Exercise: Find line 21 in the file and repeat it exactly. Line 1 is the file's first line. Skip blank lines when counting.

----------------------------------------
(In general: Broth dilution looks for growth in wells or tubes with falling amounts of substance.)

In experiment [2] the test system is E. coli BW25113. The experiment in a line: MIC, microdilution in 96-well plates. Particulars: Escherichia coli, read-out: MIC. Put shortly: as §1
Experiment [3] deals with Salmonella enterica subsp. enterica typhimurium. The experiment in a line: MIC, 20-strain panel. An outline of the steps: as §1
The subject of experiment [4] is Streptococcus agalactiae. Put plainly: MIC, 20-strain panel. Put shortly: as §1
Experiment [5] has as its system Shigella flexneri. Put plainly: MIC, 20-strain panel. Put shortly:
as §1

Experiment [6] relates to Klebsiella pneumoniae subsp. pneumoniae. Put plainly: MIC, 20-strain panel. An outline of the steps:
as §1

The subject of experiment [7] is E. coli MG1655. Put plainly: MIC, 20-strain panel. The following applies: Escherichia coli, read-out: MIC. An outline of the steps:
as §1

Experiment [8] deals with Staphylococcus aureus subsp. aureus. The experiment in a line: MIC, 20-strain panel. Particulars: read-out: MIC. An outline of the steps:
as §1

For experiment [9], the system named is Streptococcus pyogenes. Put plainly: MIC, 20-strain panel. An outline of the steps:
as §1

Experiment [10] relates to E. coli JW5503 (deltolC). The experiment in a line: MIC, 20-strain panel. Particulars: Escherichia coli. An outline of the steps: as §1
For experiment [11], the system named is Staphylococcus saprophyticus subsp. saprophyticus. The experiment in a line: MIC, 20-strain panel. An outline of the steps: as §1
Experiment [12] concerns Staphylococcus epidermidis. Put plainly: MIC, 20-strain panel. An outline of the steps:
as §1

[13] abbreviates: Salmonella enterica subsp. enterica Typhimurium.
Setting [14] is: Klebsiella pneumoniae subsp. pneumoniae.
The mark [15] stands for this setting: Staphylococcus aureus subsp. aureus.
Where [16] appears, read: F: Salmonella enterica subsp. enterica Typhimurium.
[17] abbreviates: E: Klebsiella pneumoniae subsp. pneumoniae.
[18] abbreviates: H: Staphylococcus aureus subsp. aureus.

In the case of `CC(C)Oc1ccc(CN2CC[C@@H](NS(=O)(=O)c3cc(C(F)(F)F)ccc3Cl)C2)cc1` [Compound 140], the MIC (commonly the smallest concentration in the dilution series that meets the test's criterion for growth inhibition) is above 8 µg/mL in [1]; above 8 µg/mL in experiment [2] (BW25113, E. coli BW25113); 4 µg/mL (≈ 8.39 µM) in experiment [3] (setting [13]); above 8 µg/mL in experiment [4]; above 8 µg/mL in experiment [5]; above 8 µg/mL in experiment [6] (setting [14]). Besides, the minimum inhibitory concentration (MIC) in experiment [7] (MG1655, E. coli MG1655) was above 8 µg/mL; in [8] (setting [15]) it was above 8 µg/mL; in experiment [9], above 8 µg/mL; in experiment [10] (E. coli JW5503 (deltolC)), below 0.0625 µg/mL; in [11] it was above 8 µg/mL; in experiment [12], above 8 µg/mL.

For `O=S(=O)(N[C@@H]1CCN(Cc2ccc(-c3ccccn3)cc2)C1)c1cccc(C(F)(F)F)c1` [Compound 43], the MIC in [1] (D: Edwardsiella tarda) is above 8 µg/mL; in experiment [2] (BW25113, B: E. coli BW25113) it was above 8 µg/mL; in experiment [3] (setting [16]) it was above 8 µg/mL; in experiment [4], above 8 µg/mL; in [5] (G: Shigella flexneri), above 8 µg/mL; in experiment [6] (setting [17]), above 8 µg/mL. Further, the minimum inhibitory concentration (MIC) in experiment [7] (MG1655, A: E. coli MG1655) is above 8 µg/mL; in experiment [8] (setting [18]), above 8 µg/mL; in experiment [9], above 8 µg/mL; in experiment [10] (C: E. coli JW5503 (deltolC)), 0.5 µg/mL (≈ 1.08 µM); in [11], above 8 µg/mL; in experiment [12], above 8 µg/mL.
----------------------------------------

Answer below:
The mark [15] stands for this setting: Staphylococcus aureus subsp. aureus.